2004 Porsche 911 Turbo Cabriolet
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by Richard Russell

Bagnaia, Italy – $187,500 – the suggested retail price for the 2004 Porsche 911 Turbo Cabriolet – and it’s worth every penny.

That’s easy to say when you don’t have the money. But for the few who do, it’s a relative bargain. This is the most sophisticated, domesticated, exotic sports car in the world, equally capable of 275 km/hr cruising or dawdling around town. It is perfectly equipped for the racetrack – or getting to the ski slope – with all-season comfort and the traction of all-wheel-drive. Top down in summer sun or digging through snowdrifts, this is one performance car you don’t have to put away for the winter.

Porsche sold thirty-four 911 Turbos in Canada last year so this is not exactly a high volume product. Other than removing the top, additional strengthening and a $17,500 price boost, the 2004 911 Turbo Cabriolet is the same car, so we can assume only a few Canadians, perhaps a dozen or more, will own one.

What they will enjoy is a remarkable blend of civility and jaw-dropping performance. Driven in a normal, sedate manner, you would never know what lurks a few millimeters of throttle travel away. During our day-long flog in the Tuscany district here we blasted down the A2 Autostrada between Sienna and Florence at speeds up to 260 km per hour and a few minutes later idled through the narrow, cobblestone streets of Firenze, ogling buildings dating back more than a thousand years. The car was equally comfortable in both situations.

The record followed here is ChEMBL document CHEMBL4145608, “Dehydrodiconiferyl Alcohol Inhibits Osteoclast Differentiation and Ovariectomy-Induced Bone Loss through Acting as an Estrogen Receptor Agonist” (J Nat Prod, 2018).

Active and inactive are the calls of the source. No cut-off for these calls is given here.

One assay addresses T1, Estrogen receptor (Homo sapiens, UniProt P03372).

The Porsche 911 Turbo coupe is widely respected as one of the world’s fastest and most capable sports cars. The Cabriolet’s development guru Erhard Mossle said nothing less would be acceptable for the open-air version. The numbers speak for themselves: the same 420 horsepower, 413 lb. ft. of torque and 305 km/h top speed (top up). Acceleration from 0 – 100 km/h takes a mere 4.3 seconds, within a tenth of the hardtop.

With twin turbos, four valves per cylinder and dry-sump lubrication, the water-cooled, 3.6 litre flat six beneath the rear lid is a masterpiece of high technology. With peak torque available from only 2600 rpm and all that horsepower distributed among four fat tires instead of only two, acceleration is breathtaking at all speeds and conditions. From rest, 160 km/h is reached in 9.5 seconds, the same amount of time a fairly quick family car needs to get to 100. Pull out to pass and its over almost before you begin. Drop down into third and thanks to the amazing flexibility allowed by turbocharging, this single gear vaults you from 60 to 160 km/h in the blink of an eye. Suffice it to say, exposure time in the passing lane is minimal!

2004 Porsche 911 Turbo Cabriolet

2004 Porsche 911 Turbo Cabriolet
Click image to enlarge